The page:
The Chicago developer reviving a multiblock swath of historic apartment buildings along Armour Boulevard has purchased a tired 1960s office building at 301 E. Armour Blvd. to provide parking and services to its growing number of tenants.
Peter Cassel, the director of Mac Property Management, said Wednesday that his company plans to complete its purchase of the five-story Gillham Plaza building, which includes a 300-space, three-level garage, by mid-October.
The office building acquisition marks a departure for Mac, which has bought and redeveloped more than a dozen prewar apartment-hotel buildings on Armour between Troost Avenue and Broadway.
But with more than 1,200 residents now living in those buildings and an additional 300 expected by year’s end, Mac Property and its parent firm, New Jersey-based Antheus Capital, believe it’s time to provide more services and parking to the new neighborhood that has been created. Many of the residents are students and young professionals.
“In the long run, Armour needs the retail opportunities that people clamor for,” said Eli Ungar, co-founder of Antheus.
The plan calls for redeveloping 301 E. Armour Blvd. to provide amenities to nearby apartment residents. Besides the additional 300 parking spaces, potential reuses for the office building include a cafe, neighborhood grocery store, business incubator space and studio space for artists and musicians.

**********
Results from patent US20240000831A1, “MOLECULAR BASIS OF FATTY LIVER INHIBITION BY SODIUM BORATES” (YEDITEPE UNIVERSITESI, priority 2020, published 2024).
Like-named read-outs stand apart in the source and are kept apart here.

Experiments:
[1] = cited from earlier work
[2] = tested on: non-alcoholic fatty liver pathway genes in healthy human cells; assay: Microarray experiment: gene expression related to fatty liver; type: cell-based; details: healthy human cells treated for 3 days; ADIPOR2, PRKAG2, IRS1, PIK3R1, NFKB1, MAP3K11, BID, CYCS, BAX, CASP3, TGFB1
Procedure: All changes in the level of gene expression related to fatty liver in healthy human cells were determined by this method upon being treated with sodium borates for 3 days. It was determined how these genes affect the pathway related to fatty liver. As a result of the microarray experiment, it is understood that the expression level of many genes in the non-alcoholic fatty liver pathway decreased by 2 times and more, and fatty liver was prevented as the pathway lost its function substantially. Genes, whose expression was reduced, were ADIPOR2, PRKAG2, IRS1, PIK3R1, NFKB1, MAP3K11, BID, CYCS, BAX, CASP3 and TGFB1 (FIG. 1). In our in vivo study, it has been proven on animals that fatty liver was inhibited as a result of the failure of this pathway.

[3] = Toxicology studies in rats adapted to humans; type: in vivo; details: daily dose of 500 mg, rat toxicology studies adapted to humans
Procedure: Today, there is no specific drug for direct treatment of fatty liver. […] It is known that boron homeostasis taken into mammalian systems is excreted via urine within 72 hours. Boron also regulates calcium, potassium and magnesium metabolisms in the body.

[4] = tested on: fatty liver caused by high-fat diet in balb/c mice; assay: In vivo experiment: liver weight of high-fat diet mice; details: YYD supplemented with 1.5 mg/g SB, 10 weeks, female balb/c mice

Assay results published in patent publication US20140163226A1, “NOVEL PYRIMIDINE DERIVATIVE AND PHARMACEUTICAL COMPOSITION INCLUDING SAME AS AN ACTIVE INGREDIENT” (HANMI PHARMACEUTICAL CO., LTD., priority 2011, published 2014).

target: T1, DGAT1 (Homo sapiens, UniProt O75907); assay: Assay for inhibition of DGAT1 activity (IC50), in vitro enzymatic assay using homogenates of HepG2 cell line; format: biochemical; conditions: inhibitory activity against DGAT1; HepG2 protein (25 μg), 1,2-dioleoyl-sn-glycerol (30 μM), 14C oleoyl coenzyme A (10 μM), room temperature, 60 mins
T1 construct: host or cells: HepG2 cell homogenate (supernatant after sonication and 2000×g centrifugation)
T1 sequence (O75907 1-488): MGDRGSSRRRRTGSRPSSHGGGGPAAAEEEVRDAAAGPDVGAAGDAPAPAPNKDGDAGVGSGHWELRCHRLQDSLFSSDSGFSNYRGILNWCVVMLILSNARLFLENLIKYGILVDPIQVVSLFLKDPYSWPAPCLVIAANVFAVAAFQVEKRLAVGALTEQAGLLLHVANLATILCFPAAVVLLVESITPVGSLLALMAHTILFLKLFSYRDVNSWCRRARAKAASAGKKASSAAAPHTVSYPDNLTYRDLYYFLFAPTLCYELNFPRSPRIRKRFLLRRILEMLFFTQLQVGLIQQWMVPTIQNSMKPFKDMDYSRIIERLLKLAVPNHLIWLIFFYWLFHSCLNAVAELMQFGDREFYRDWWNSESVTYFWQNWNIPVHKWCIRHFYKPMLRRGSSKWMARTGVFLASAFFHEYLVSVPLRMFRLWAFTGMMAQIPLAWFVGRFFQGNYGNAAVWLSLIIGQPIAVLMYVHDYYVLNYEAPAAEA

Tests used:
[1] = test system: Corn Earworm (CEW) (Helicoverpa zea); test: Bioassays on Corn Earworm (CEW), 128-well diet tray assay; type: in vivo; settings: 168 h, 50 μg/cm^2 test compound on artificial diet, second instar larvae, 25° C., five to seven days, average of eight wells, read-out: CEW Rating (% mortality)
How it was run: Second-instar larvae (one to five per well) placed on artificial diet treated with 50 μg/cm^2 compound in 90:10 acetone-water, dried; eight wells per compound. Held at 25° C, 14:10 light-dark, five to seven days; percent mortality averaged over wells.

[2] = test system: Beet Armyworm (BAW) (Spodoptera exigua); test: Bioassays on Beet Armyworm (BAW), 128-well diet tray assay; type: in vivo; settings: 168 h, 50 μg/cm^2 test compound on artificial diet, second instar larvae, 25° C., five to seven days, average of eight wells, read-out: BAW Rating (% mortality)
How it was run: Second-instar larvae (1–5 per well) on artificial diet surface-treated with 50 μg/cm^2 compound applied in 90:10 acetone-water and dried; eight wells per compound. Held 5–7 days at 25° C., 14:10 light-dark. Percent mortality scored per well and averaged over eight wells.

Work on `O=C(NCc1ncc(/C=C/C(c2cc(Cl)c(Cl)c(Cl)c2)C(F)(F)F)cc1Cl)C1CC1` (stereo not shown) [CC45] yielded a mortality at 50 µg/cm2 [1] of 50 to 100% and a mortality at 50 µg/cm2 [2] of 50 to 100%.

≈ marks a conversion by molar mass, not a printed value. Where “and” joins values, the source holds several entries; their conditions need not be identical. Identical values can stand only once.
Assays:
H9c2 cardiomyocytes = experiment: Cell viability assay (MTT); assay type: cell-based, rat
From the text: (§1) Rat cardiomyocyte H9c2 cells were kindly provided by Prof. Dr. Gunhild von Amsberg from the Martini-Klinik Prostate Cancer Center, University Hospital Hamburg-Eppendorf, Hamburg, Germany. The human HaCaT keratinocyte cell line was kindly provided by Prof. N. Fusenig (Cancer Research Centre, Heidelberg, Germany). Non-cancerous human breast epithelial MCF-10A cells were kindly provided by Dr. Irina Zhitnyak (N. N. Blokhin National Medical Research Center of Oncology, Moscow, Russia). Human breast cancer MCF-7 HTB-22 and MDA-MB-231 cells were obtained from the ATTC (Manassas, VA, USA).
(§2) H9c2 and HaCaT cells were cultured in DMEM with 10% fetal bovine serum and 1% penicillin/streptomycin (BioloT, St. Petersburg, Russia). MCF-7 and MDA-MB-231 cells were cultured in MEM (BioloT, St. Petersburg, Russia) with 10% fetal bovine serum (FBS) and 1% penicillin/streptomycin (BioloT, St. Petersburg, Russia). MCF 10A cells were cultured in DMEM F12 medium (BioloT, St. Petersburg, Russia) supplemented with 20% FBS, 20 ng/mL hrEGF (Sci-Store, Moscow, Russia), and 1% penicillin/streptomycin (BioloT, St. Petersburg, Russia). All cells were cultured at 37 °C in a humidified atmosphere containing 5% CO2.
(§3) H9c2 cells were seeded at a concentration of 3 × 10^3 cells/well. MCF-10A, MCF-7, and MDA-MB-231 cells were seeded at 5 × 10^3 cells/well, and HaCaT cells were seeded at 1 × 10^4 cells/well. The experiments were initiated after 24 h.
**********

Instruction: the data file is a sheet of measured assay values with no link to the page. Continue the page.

Cassel said the 100,000-square-foot building would require extensive renovation. The cost of the project is yet to be determined.
On Tuesday, Mac Properties also had a ceremonial opening for its latest redevelopment project, the historic Bellerive at 214 E. Armour Blvd. The Bellerive was renovated into 150 apartments and is about 50 percent occupied.
The nine-story Bellerive was completed in 1922 and at one time was the location of one of the city’s hottest nightclubs, the El Casbah Club, where Billie Holiday, Harry James and Duke Ellington performed.
The company also is pursuing the redevelopment of two other large prewar apartment buildings — the Newbern, a twin nine-story building at 525 E. Armour Blvd., and the Ambassador, a nine-story building at 3560 Broadway. Mac also recently bought the Richelieu, a smaller 15-unit apartment building at 405-407 E. Armour Blvd.
A plan by Mac Properties to demolish several derelict buildings at 100-118 W. Armour Blvd. and replace them with a 40-unit apartment project was turned down last week by the City Landmark Commission.
Mac originally had wanted to redevelop the smaller apartment building and three duplexes on West Armour as a historic preservation project but determined the cost was prohibitive. The plan to replace them with a new apartment building was opposed by the Old Hyde Park Historic District and Historic Kansas City.
The Landmark Commission turned down the demolition request, saying construction estimates provided were inconclusive in determining that the project was not feasible and no report from a structural engineer or architect in regards to the structural soundness was provided.
The decision will prevent Mac from demolishing the buildings for three years. Ungar said it was too early to decide what might happen next with the West Armour buildings.